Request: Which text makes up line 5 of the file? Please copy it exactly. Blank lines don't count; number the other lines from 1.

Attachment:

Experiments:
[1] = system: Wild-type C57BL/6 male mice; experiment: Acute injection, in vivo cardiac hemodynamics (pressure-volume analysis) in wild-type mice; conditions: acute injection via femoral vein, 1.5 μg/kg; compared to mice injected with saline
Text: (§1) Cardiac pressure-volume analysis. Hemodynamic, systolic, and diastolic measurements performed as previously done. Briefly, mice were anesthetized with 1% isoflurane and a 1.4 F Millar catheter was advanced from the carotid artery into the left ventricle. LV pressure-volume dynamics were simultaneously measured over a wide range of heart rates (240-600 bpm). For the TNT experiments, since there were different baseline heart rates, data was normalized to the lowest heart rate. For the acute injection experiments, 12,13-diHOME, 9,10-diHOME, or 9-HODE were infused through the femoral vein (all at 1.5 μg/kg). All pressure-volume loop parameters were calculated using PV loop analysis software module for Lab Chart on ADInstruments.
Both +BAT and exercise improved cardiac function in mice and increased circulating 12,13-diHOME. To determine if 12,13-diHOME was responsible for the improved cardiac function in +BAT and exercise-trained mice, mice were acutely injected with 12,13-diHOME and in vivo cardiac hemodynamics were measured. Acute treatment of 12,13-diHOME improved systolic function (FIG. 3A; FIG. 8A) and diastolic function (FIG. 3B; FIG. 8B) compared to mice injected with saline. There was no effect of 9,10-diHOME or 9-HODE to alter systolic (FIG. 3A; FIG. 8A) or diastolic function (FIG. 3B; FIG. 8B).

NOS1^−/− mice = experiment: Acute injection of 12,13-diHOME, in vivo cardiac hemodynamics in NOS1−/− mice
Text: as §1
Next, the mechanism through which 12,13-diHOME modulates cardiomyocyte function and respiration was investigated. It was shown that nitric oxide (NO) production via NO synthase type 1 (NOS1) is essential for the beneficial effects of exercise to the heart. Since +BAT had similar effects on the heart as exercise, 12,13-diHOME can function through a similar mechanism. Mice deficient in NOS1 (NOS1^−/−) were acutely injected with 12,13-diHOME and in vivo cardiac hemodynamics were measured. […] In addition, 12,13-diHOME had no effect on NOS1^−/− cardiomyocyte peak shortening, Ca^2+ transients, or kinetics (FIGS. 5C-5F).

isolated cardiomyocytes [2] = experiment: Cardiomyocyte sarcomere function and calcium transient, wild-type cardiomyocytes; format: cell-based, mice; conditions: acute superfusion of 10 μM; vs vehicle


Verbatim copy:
NOS1^−/− mice = experiment: Acute injection of 12,13-diHOME, in vivo cardiac hemodynamics in NOS1−/− mice